Reviewer:a e b
April 17, 2012 Subject:
The old war-horse of 2nd-order PDEs
Bateman, Partial Differential Equations of Mathematical Physics, is a 1932 work that has been reprinted at various times. This is a digital version of the 1944 reprint. The book is really concerned with second-order partial differetial equation (PDE) boundary value problems (BVP), since at that time (1932) these were often used to model physical processes (e.g. the heat equation, the wave equation). This is NOT an elementary textbook: it assumes the reader is already familiar with the basics of 2nd-order PDEs, and there are very few mathematical proofs. The level is quite advanced (for 1932).
The format of this book reminds me of Ince, Ordinary Differential Equations, 1923. But Bateman is more of a compendium of results, and in this sense it is like Abramowitz and Stegun, Handbook of Mathematical Functions, 1955. On the positive side, it contains a huge amount of material. It is organized around the type of trick used to solve the PDE BVP. Several of the chapters are devoted to unusual (but very useful) coordinate systems. If there is any common tool, it is the Green's function, which appears throughout the book.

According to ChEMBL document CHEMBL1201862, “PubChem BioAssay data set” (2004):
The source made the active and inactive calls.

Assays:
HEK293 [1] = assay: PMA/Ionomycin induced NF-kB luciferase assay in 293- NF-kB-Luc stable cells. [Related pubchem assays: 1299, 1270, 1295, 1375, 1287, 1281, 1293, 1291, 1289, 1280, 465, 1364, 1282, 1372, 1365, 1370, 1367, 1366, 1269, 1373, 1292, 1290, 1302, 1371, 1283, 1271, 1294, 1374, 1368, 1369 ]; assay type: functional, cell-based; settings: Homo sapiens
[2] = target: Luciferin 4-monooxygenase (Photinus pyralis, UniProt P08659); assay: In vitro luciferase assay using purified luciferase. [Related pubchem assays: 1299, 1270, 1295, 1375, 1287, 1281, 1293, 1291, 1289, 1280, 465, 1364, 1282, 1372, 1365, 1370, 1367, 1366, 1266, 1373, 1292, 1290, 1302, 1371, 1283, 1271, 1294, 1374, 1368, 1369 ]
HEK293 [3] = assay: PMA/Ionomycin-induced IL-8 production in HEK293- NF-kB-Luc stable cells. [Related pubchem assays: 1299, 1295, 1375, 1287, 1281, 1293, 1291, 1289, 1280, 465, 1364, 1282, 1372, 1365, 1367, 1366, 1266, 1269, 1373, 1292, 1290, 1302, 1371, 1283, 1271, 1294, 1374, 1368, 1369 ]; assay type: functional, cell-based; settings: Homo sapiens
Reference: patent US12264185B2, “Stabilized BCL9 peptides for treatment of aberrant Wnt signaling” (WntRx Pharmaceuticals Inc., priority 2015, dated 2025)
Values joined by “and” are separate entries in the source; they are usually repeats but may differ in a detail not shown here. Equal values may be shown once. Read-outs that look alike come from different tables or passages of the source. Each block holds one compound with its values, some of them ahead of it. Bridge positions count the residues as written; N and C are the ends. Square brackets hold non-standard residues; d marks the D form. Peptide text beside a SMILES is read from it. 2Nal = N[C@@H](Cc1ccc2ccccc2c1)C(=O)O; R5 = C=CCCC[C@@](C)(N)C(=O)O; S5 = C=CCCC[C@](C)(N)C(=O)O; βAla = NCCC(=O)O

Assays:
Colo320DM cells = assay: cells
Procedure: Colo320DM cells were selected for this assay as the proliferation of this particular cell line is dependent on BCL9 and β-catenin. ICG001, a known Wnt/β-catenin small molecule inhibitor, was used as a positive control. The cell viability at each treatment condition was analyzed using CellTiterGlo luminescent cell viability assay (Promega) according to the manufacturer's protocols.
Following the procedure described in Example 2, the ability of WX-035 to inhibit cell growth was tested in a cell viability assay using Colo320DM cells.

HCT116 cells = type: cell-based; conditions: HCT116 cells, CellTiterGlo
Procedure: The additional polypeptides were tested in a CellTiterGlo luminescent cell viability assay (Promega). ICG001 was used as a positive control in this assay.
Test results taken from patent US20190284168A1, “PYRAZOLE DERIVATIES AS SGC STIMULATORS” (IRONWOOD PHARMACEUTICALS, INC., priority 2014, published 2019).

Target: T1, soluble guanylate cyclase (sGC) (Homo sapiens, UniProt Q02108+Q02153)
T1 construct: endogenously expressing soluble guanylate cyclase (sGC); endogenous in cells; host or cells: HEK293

There are some problems with obsolete terminology. These are aggrivated by Bateman's lack of RIGOROUS definitions. For example, he uses C for the class of functions with continuous second partial derivatives. A modern work would use a superscript of 2 on the C, and indicate the domain of applicability. Indeed, except in rare instances, Bateman does not give the domain of applicability. Also, the term "eit" is used for eigenvalue.
Over the years I have worked with second-order PDE BVPs, using hyperbolic PDEs, parabolic PDEs and elliptic PDEs. But I cannot say that this book ever helped with a solution. For 2nd order PDEs have moved on considerably since 1932, and the methods I use differ (e.g. the now-3-decades-old split-step FFT for a parabolic equation). I like this book, but it is now quite dated. Read this book for a good background on how PDE BVPs can be solved. It is good reading. But also read a more modern account before you actually go off to solve a real-world problem.